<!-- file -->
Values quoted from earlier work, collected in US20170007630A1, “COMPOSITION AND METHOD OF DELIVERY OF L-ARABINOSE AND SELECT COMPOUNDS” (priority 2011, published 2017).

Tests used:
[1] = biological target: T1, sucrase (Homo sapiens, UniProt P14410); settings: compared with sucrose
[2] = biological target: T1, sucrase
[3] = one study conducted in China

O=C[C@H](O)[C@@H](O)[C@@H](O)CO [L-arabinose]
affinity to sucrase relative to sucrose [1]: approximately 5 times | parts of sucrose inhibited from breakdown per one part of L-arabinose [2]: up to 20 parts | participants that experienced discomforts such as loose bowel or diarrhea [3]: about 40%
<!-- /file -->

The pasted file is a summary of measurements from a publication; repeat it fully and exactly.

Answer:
Values quoted from earlier work, collected in US20170007630A1, “COMPOSITION AND METHOD OF DELIVERY OF L-ARABINOSE AND SELECT COMPOUNDS” (priority 2011, published 2017).

Tests used:
[1] = biological target: T1, sucrase (Homo sapiens, UniProt P14410); settings: compared with sucrose
[2] = biological target: T1, sucrase
[3] = one study conducted in China

O=C[C@H](O)[C@@H](O)[C@@H](O)CO [L-arabinose]
affinity to sucrase relative to sucrose [1]: approximately 5 times | parts of sucrose inhibited from breakdown per one part of L-arabinose [2]: up to 20 parts | participants that experienced discomforts such as loose bowel or diarrhea [3]: about 40%